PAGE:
New Director, New Directions for Family Focused Treatment Association

Family Focused

Ryan Dowis, the new executive director of the Family Focused Treatment Association. Photo: Twitter

Consonant with its expanded approach to developing, promoting and supporting children in the child welfare system, the recently renamed Family Focused Treatment Association has hired its first executive director to lead the nonprofit’s transition to tackling a broader mandate under a new, landmark federal law.

FFTA, formerly known under that acronym as the Foster Family-based Treatment Association, selected Ryan Dowis, an executive with long experience in the child welfare field. Dowis will guide the association as it shifts from providing treatment exclusively for foster children and youth to addressing the treatment needs of children and youth in all families. 

Before joining FFTA as the executive director, Dowis served on its board of directors for four years and chaired the Membership Committee. He also served on the association’s Executive, Public Policy and Conference committees.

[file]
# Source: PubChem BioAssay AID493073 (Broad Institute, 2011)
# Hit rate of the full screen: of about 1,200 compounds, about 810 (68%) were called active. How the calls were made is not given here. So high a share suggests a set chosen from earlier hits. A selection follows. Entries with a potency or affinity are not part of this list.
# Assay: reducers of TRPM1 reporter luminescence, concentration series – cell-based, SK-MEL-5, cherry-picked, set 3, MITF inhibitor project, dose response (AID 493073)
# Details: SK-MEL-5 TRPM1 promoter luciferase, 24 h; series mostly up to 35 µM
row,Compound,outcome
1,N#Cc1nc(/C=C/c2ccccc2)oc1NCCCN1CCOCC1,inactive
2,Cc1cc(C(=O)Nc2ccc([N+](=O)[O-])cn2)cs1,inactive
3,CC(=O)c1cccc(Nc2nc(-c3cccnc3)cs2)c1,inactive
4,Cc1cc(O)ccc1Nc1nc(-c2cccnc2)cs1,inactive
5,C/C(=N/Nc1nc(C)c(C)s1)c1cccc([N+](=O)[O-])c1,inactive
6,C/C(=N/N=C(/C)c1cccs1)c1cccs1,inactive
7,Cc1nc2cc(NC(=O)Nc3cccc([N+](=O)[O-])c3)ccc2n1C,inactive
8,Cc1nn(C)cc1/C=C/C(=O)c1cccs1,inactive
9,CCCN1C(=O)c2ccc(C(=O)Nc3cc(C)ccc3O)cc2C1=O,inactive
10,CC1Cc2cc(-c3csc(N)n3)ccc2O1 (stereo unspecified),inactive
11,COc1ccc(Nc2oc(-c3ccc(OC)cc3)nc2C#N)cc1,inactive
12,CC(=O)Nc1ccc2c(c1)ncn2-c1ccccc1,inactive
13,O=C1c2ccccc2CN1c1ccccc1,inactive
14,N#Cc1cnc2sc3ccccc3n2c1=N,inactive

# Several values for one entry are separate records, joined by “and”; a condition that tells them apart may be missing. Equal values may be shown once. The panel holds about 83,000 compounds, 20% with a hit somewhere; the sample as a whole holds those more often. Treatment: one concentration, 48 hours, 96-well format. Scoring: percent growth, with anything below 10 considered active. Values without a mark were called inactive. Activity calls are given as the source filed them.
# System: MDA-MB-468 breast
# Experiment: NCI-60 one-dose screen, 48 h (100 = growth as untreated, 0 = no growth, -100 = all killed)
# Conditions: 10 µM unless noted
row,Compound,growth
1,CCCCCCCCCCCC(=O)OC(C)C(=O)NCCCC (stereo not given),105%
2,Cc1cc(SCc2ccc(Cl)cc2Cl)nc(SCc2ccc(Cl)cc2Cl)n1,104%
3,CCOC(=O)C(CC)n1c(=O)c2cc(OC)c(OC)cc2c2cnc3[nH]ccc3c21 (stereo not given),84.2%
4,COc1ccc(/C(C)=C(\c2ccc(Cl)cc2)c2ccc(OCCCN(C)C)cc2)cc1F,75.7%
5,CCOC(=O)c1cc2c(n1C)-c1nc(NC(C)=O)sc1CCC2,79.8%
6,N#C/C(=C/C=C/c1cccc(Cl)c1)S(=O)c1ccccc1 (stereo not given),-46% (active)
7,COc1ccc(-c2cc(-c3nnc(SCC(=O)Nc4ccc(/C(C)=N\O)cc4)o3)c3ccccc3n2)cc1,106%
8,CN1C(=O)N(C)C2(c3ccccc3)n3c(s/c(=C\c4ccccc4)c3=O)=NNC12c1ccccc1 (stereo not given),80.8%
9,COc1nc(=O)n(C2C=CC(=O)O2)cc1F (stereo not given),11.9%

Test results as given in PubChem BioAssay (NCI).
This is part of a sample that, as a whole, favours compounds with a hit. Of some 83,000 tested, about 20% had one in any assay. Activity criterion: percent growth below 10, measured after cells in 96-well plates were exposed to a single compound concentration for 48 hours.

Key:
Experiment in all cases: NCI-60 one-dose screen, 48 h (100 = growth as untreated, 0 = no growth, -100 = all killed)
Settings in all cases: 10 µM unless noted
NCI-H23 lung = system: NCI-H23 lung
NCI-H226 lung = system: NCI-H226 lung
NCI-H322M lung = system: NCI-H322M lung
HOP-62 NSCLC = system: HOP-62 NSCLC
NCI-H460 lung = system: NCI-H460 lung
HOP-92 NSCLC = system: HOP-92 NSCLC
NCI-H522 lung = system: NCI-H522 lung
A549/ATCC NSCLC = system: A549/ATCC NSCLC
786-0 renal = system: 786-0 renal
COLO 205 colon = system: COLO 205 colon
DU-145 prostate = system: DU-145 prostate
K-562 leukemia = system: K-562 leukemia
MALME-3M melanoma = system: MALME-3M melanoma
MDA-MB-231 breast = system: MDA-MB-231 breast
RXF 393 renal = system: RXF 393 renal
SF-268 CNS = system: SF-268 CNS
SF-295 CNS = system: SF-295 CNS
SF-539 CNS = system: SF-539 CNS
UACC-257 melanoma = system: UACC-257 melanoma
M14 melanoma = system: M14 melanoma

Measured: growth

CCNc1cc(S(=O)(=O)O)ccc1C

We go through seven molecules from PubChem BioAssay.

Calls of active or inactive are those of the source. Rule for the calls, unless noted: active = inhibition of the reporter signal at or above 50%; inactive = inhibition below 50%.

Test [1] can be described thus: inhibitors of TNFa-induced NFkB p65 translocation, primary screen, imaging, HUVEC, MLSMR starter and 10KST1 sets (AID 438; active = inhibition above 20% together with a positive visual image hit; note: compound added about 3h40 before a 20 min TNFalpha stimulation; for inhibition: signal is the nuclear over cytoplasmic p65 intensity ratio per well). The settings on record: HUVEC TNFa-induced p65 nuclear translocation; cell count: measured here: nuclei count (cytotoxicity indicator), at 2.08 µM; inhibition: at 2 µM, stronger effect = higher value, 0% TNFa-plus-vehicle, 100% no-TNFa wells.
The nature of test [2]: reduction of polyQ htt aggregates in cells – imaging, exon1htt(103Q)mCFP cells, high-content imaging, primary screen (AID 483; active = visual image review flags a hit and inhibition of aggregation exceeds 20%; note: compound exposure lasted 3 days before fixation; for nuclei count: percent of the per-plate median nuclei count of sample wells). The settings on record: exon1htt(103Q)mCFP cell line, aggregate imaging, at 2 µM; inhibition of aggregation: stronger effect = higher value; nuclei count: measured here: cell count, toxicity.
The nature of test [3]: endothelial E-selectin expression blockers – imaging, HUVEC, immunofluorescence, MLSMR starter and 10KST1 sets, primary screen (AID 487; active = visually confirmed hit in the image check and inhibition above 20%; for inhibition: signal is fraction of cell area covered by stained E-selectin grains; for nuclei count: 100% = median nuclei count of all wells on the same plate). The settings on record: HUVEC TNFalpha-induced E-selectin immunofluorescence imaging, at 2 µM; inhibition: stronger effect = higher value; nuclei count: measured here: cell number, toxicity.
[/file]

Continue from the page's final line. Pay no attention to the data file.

Previously, he was chief operating officer and executive vice president of Cornerstones of Care, a Kansas City-based community service agency and FFTA member organization. He also has relevant experience in the private sector and state government.

FFTA, founded in 1988 and based in New Jersey, boasts more than 470 member agencies in 47 states, five provinces and three countries. It is not tied to a single model of serving children and families, just a membership group representing treatment-oriented services.

Its network of members is poised to play a significant role as states begin to come in line with the recently passed Family First Prevention Services Act. The law opened up the federal Title IV-E child welfare entitlement, previously reserved for foster care and adoption, to include certain evidence-based services aimed at preventing the need for removals. Family First also limits federal funding for group homes and institutions to just two weeks, with a few notable exceptions.

Both of these changes could benefit FFTA. Many of its members are certified in Family Centered Treatment, which has received temporary approval for prevention services under Family First and is being reviewed now for permanent inclusion. And if the limits on federal spending for group homes causes states to use them less, the therapeutic foster care programs run by many FFTA members could be a key alternative.

 

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